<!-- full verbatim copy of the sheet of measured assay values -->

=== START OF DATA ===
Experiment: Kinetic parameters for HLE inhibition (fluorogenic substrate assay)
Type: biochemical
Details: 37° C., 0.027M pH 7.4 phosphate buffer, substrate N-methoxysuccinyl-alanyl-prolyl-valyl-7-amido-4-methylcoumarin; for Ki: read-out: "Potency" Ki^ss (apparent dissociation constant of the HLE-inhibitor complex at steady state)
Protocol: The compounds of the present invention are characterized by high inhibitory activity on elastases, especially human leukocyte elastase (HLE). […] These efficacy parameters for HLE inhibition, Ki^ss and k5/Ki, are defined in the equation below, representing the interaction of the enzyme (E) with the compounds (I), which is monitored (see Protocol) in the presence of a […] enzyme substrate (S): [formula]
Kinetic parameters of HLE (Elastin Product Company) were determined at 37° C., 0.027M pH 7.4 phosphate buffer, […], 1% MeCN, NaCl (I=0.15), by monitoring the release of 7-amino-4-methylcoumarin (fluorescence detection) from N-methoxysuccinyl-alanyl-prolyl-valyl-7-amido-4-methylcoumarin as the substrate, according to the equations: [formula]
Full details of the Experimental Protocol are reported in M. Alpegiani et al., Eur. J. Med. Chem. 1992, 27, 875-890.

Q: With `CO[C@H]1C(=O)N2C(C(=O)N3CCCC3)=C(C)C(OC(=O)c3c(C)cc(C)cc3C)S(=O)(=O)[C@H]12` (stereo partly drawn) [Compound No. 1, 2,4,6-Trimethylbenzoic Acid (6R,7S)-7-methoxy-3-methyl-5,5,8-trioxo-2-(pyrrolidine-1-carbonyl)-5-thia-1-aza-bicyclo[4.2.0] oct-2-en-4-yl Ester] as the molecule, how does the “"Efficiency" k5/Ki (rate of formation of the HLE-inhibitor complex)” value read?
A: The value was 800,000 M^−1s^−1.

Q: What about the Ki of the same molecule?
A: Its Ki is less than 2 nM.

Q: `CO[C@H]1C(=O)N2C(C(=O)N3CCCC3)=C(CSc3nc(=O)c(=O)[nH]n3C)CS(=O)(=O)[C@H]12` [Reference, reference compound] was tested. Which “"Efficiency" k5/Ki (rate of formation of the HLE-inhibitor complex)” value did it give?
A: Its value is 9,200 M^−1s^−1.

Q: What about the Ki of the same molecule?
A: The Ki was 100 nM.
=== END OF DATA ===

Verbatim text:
Experiment: Kinetic parameters for HLE inhibition (fluorogenic substrate assay)
Type: biochemical
Details: 37° C., 0.027M pH 7.4 phosphate buffer, substrate N-methoxysuccinyl-alanyl-prolyl-valyl-7-amido-4-methylcoumarin; for Ki: read-out: "Potency" Ki^ss (apparent dissociation constant of the HLE-inhibitor complex at steady state)
Protocol: The compounds of the present invention are characterized by high inhibitory activity on elastases, especially human leukocyte elastase (HLE). […] These efficacy parameters for HLE inhibition, Ki^ss and k5/Ki, are defined in the equation below, representing the interaction of the enzyme (E) with the compounds (I), which is monitored (see Protocol) in the presence of a […] enzyme substrate (S): [formula]
Kinetic parameters of HLE (Elastin Product Company) were determined at 37° C., 0.027M pH 7.4 phosphate buffer, […], 1% MeCN, NaCl (I=0.15), by monitoring the release of 7-amino-4-methylcoumarin (fluorescence detection) from N-methoxysuccinyl-alanyl-prolyl-valyl-7-amido-4-methylcoumarin as the substrate, according to the equations: [formula]
Full details of the Experimental Protocol are reported in M. Alpegiani et al., Eur. J. Med. Chem. 1992, 27, 875-890.

Q: With `CO[C@H]1C(=O)N2C(C(=O)N3CCCC3)=C(C)C(OC(=O)c3c(C)cc(C)cc3C)S(=O)(=O)[C@H]12` (stereo partly drawn) [Compound No. 1, 2,4,6-Trimethylbenzoic Acid (6R,7S)-7-methoxy-3-methyl-5,5,8-trioxo-2-(pyrrolidine-1-carbonyl)-5-thia-1-aza-bicyclo[4.2.0] oct-2-en-4-yl Ester] as the molecule, how does the “"Efficiency" k5/Ki (rate of formation of the HLE-inhibitor complex)” value read?
A: The value was 800,000 M^−1s^−1.

Q: What about the Ki of the same molecule?
A: Its Ki is less than 2 nM.

Q: `CO[C@H]1C(=O)N2C(C(=O)N3CCCC3)=C(CSc3nc(=O)c(=O)[nH]n3C)CS(=O)(=O)[C@H]12` [Reference, reference compound] was tested. Which “"Efficiency" k5/Ki (rate of formation of the HLE-inhibitor complex)” value did it give?
A: Its value is 9,200 M^−1s^−1.

Q: What about the Ki of the same molecule?
A: The Ki was 100 nM.